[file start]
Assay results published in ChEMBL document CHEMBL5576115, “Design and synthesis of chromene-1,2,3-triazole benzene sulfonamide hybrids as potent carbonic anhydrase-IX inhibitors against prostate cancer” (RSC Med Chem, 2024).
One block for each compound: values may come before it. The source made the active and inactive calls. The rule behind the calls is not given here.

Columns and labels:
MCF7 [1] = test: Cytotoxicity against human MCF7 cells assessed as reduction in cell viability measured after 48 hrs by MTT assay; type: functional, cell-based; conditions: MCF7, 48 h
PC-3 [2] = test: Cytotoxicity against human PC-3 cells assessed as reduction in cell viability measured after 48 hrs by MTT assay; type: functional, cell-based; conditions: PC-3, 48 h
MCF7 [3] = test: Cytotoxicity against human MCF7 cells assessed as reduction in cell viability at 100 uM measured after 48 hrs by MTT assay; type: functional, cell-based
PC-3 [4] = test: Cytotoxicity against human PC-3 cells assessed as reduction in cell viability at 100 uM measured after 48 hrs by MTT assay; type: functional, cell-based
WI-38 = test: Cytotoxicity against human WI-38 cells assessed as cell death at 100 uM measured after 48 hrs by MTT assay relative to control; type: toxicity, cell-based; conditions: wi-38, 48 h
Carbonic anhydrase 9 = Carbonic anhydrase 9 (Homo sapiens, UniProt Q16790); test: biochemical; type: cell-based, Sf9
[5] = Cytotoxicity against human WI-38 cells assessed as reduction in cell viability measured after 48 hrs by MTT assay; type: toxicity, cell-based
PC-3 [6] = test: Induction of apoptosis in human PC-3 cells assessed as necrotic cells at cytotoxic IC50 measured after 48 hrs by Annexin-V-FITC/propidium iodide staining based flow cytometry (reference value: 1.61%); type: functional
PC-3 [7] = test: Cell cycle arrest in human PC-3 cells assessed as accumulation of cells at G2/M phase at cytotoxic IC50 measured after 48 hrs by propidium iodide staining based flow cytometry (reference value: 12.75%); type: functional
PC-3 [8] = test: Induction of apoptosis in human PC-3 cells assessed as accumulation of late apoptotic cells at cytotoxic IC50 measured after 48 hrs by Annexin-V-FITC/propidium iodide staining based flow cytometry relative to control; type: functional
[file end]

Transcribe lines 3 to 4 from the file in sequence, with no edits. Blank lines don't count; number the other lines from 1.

Columns and labels:
MCF7 [1] = test: Cytotoxicity against human MCF7 cells assessed as reduction in cell viability measured after 48 hrs by MTT assay; type: functional, cell-based; conditions: MCF7, 48 h